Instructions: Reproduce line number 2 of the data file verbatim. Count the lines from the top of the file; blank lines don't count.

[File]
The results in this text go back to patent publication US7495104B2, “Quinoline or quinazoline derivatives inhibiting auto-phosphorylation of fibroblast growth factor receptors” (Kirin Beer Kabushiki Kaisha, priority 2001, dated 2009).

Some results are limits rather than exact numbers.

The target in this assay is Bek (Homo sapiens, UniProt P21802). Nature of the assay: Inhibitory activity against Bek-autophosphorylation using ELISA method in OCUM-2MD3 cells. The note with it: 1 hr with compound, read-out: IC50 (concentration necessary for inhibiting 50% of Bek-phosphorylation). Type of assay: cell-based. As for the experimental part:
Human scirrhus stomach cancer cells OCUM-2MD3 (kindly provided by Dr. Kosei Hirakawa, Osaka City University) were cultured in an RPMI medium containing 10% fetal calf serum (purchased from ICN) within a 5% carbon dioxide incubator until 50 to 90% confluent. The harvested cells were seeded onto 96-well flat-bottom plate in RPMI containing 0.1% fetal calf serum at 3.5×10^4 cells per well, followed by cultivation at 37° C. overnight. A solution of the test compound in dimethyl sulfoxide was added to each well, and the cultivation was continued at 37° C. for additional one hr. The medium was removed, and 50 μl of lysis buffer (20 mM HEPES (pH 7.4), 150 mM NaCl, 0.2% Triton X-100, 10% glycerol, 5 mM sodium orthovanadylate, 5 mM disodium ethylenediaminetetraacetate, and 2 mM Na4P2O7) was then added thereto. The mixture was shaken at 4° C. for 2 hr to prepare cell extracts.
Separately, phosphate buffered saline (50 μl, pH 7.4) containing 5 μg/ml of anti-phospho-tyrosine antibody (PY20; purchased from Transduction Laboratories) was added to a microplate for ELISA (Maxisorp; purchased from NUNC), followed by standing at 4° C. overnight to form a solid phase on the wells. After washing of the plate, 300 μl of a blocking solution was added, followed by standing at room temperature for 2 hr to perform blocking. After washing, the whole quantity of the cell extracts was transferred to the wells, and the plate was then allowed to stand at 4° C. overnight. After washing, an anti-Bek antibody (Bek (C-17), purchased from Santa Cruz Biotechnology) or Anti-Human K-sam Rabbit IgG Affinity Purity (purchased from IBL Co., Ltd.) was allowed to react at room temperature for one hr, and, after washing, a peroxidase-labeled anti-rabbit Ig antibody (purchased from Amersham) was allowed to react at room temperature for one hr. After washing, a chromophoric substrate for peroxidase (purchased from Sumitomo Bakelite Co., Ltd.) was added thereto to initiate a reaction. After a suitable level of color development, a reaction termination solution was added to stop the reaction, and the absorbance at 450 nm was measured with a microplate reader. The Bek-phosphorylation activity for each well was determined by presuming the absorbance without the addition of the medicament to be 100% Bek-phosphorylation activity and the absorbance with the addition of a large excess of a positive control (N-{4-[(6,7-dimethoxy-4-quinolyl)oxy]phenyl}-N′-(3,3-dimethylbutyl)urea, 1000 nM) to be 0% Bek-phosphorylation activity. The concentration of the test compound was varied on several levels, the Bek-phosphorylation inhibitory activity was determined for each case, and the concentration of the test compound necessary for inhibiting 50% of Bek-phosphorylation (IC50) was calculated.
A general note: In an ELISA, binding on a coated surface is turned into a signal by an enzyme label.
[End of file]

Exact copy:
Some results are limits rather than exact numbers.